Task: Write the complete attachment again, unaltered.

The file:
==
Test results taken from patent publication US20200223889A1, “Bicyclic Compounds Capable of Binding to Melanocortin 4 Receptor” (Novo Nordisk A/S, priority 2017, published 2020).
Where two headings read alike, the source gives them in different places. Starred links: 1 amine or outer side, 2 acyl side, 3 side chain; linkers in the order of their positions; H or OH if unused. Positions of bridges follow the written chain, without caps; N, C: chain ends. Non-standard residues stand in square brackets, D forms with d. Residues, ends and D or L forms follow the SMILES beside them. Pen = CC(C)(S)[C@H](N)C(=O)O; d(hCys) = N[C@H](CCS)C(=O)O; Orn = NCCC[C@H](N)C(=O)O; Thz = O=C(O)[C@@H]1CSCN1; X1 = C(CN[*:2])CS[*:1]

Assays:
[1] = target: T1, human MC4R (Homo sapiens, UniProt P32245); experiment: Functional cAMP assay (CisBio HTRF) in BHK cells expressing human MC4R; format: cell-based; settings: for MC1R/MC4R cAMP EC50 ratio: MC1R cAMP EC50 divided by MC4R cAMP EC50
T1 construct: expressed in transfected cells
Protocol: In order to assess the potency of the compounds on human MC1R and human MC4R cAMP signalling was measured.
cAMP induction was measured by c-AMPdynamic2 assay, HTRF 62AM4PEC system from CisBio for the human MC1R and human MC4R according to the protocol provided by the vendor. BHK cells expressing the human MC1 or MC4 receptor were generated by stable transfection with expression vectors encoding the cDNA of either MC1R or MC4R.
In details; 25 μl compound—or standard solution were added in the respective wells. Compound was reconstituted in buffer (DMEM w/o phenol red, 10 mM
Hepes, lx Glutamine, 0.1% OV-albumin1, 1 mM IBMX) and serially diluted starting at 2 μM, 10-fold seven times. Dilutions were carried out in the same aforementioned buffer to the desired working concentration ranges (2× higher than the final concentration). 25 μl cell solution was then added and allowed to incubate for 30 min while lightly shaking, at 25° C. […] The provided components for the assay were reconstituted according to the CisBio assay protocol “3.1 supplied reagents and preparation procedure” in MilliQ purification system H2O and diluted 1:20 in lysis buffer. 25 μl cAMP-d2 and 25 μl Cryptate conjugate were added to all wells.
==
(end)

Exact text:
Test results taken from patent publication US20200223889A1, “Bicyclic Compounds Capable of Binding to Melanocortin 4 Receptor” (Novo Nordisk A/S, priority 2017, published 2020).
Where two headings read alike, the source gives them in different places. Starred links: 1 amine or outer side, 2 acyl side, 3 side chain; linkers in the order of their positions; H or OH if unused. Positions of bridges follow the written chain, without caps; N, C: chain ends. Non-standard residues stand in square brackets, D forms with d. Residues, ends and D or L forms follow the SMILES beside them. Pen = CC(C)(S)[C@H](N)C(=O)O; d(hCys) = N[C@H](CCS)C(=O)O; Orn = NCCC[C@H](N)C(=O)O; Thz = O=C(O)[C@@H]1CSCN1; X1 = C(CN[*:2])CS[*:1]

Assays:
[1] = target: T1, human MC4R (Homo sapiens, UniProt P32245); experiment: Functional cAMP assay (CisBio HTRF) in BHK cells expressing human MC4R; format: cell-based; settings: for MC1R/MC4R cAMP EC50 ratio: MC1R cAMP EC50 divided by MC4R cAMP EC50
T1 construct: expressed in transfected cells
Protocol: In order to assess the potency of the compounds on human MC1R and human MC4R cAMP signalling was measured.
cAMP induction was measured by c-AMPdynamic2 assay, HTRF 62AM4PEC system from CisBio for the human MC1R and human MC4R according to the protocol provided by the vendor. BHK cells expressing the human MC1 or MC4 receptor were generated by stable transfection with expression vectors encoding the cDNA of either MC1R or MC4R.
In details; 25 μl compound—or standard solution were added in the respective wells. Compound was reconstituted in buffer (DMEM w/o phenol red, 10 mM
Hepes, lx Glutamine, 0.1% OV-albumin1, 1 mM IBMX) and serially diluted starting at 2 μM, 10-fold seven times. Dilutions were carried out in the same aforementioned buffer to the desired working concentration ranges (2× higher than the final concentration). 25 μl cell solution was then added and allowed to incubate for 30 min while lightly shaking, at 25° C. […] The provided components for the assay were reconstituted according to the CisBio assay protocol “3.1 supplied reagents and preparation procedure” in MilliQ purification system H2O and diluted 1:20 in lysis buffer. 25 μl cAMP-d2 and 25 μl Cryptate conjugate were added to all wells.